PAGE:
«1. Introduction. In Korean and Japanese Morphology from a lexical perspective, Sells (1995) argues against the view that complex words in Japanese or ...»
That different linear orders can be derived from a single underlying hierarchy, is not problematic, but expected under the syntactic view, as we have shown in the previous sections. Finally, evidence for underlying hierarchies, or principles that underlie clausal hierarchies seems even stronger now than at the time when Sells published his article (Cinque 1999, Rizzi 1997, 2000, Pollock and Poletto 2003, Hallman 1998, Koopman and Szabolcsi 2000, Julien 2002, Williams 2003, among others).
5. Case and agreement Here I will show that the independently motivated syntactic mechanisms introduced so far account for further properties of Korean morphology. In 5.1, I argue that the surprising position of structural case markers in Korean is due to very local movement stranding the case markers. In
5.2. and 5.3, I argue that honorific agreement and plural agreement should be analyzed as cases of agreement triggered under pied-piping, and stranding, in the case of plural agreement.
5. 1. The position of structural Case markers.
The structural case markers, i/ka (nom), ul (acc), and uy (genitive), follow man ‘only’. Case markers occupy a position quite distinct from Ps, which precede man ‘only’, as the following
The question arises how a structural Case marker can follow DP externally merged material like focus. Analytical options are restricted. The merged order is either FocusmanCaseDP or CaseFocusmanDP. Case locally selects for DP, and so does Focus: given locality of selection, this requires movement to Spec, Case and spec Focus. On general conceptual grounds, Focus Casenom is expected, given the general layering of syntactic hierarchies: nominative belongs to the TP level, and Focus to the CP level. In a similar way, we expect Focus CaseAcc14 and Focus CaseGen in the DP domain. Specific syntactic derivations follow from the Principle of locality of
(39) Focusman ‘only’ Nom (i/ka)..DP
A DP is attracted to Spec, Nom satisfying local selection by the Case head, and further extracts to Spec, Focus, if focused. The resulting phase is sent off to phonology, where the nominative is spelled out as i or ka depending on the phonological properties of the preceding segment, i.e.
Nom behaves as a clitic. Again, in this analysis, focus and Case surface in the merged head initial order, not in the mirrored order. Coordination may provide independent support for FocusCase.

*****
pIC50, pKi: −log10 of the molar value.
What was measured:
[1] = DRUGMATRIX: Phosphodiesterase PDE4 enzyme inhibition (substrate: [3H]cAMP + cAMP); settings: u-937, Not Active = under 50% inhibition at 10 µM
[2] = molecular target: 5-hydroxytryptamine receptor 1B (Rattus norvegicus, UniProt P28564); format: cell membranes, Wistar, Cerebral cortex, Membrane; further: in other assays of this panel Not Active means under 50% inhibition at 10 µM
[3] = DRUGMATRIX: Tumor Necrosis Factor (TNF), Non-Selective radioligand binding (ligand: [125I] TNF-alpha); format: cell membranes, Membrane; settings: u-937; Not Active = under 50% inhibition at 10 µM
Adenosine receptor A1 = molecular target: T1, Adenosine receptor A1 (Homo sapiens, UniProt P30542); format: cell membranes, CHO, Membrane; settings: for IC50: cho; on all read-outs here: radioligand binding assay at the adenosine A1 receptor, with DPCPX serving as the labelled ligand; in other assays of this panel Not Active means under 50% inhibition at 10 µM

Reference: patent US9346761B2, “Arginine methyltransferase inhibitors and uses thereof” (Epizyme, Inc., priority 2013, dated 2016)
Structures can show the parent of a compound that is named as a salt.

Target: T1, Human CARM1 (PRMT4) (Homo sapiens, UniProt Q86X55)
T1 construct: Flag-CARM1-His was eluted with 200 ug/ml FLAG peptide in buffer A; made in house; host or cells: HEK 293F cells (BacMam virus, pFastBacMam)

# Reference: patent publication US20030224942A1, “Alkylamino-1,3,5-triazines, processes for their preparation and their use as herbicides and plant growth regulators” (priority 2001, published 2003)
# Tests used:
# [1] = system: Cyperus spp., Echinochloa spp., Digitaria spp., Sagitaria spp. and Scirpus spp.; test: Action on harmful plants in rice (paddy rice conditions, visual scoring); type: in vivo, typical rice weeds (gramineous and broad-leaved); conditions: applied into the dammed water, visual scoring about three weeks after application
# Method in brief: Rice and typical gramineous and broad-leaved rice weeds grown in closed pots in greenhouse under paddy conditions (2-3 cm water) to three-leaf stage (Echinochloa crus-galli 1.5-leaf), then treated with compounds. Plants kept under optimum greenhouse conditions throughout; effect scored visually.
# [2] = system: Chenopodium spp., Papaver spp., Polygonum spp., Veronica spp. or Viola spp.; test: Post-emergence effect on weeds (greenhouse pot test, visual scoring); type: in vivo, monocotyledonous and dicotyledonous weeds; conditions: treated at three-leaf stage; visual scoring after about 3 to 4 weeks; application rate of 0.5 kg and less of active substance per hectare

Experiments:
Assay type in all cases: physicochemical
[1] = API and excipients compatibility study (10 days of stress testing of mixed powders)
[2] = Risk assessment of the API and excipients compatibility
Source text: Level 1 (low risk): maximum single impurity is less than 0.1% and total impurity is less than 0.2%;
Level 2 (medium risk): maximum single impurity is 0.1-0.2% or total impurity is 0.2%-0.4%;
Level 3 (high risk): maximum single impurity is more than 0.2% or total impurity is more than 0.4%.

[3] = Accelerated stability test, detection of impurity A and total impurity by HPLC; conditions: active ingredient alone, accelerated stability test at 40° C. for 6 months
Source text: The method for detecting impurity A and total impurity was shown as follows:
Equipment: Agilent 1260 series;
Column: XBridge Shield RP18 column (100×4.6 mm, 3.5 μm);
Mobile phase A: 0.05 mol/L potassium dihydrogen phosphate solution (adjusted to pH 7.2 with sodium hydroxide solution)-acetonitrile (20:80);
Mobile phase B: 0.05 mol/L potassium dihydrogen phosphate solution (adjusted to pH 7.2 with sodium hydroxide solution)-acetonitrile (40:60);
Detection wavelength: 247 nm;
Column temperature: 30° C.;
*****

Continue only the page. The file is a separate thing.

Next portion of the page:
Neither man nor i can be repeated under (DP) coordination, but DPs can. This is consistent with
man i DP &DP15:
The hierarchy Nom Focus (man) DP also allows a syntactic derivation, provided we find some way to turn DP-man into a remnant constituent before it moves on to Focus. However, it wrongly predicts coordination under nominative to be available (40c), and it deviates from the fact that crosslinguistically Focus heads merge higher than Nom or Acc; this latter fact should follow from basic principles of architecture.
5.2. Honorific agreement.
The honorific suffix follows the verbal ‘root’ and precedes Tense. It cooccurs with a structural subject that is marked [+honorific]: it thus represents a particular instance of subject agreement.
Coordination shows the morpheme that spell out honorific agreement, which I will notate as
Agrhon, is lower than T (Choi 2001), hence TAgrhonvP/VoiceP:
‘President Kim arrived at the office early and left early’ Under standard approaches to agreement, the constituent triggering honorific agreement is either in a Spec head relation with the relevant Agr head at some point, or locally c-commanded by a head endowed with the agreement feature (under Agree). The discussion in section 4.3. offers another possibility: agreement could be triggered under pied-piping (as argued for independently in Koopman 2003). This finds further support by the ability of an honorific possessor to trigger honorific agreement, without evidence for overt possessor raising. (Sells 1995, fnt. 21, citing
‘The teacher’s hands are big (hon.)’ The possessor in Spec, DP agrees with D and hence the entire DP carries the feature [+hon], allowing Agrhon to agree with the possessor. Under an agreement-under-pied-piping approach, an honorific NP in Spec, vP triggers honorific agreement on v; vP therefore inherits the +hon feature, and triggers further agreement under pied-piping. The honorific agreement feature is checked off in Spec Agrhon and will not trigger agreement on higher heads. It is interesting that the honorific head must be merged low, both within the DP where it precedes plural, and within the clause, where it precedes tense (and plural agreement, as well). It will pied-pipe with the vP to higher merged heads, hence its linear position.
5.2.1. Some honorific mysteries.
There are some mysteries with honorifics which Sells takes as additional strikes against the syntactic view. The purpose of this section is to show that the syntactic view can in fact make the relevant distinctions using the available mechanisms, and hence that these data do not form any particular obstacle to the syntactic view.
The first observation concerns Japanese irregular honorific verb forms. Though a bit redundant, irregular honorific verb forms may appear in the syntactic honorific construction (Sells and Ida 1991), but the regular verb stem cannot appear in this environment.
(44) a. Japanese productive honorific: o-V-ni naru
Sells points out that double marking seems problematic for a syntactic account since honorification should have a unique syntactic expression. In light of the preceding section, we can understand the honorific construction as follows: whenever a v agrees with a honorific subject, it inherits the feature +honorific. In accordance with the elsewhere principle, the regular verb stem is blocked in (44b) by the listed honorific form. The listed form can appear by itself, since it carries the feature +honorific. The listed form can also occur in the syntactic honorific construction (44c), just like double agreement is allowed.
Sells’ second observation concerns irregular honorific forms in Korean, which ‘fit’ into different syntactic contexts than regular ones. As shown in (37), C1 cannot cooccur with an overt honorific suffix.
However, C1 can cooccur with an irregular honorific form: (capswusi-e versus *ilk-usi-e) (Sells:293 (28)):